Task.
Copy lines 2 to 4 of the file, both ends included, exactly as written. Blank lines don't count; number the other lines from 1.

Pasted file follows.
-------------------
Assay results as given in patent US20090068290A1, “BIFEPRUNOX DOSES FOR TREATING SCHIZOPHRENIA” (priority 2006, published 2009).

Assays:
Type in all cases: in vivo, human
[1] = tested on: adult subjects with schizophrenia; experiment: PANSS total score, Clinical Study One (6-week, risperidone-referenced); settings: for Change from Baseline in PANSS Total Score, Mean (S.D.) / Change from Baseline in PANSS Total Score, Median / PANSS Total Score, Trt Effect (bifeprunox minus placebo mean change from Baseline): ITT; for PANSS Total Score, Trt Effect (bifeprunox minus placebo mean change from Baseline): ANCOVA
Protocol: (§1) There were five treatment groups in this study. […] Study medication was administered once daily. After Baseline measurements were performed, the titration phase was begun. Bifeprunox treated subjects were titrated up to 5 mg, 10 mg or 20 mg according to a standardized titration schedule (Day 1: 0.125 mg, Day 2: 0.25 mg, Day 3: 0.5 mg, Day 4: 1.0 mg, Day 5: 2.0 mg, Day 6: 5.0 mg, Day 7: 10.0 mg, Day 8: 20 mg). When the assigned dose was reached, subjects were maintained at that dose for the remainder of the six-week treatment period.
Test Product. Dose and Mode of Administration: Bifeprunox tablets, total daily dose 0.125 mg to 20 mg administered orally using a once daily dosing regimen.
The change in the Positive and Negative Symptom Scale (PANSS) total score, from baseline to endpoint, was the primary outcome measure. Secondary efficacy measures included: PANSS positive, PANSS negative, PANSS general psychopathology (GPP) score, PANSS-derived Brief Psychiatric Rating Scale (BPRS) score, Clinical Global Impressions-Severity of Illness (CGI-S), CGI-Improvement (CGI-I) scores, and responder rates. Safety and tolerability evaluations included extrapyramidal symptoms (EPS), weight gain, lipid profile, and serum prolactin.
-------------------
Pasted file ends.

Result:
Assays:
Type in all cases: in vivo, human
[1] = tested on: adult subjects with schizophrenia; experiment: PANSS total score, Clinical Study One (6-week, risperidone-referenced); settings: for Change from Baseline in PANSS Total Score, Mean (S.D.) / Change from Baseline in PANSS Total Score, Median / PANSS Total Score, Trt Effect (bifeprunox minus placebo mean change from Baseline): ITT; for PANSS Total Score, Trt Effect (bifeprunox minus placebo mean change from Baseline): ANCOVA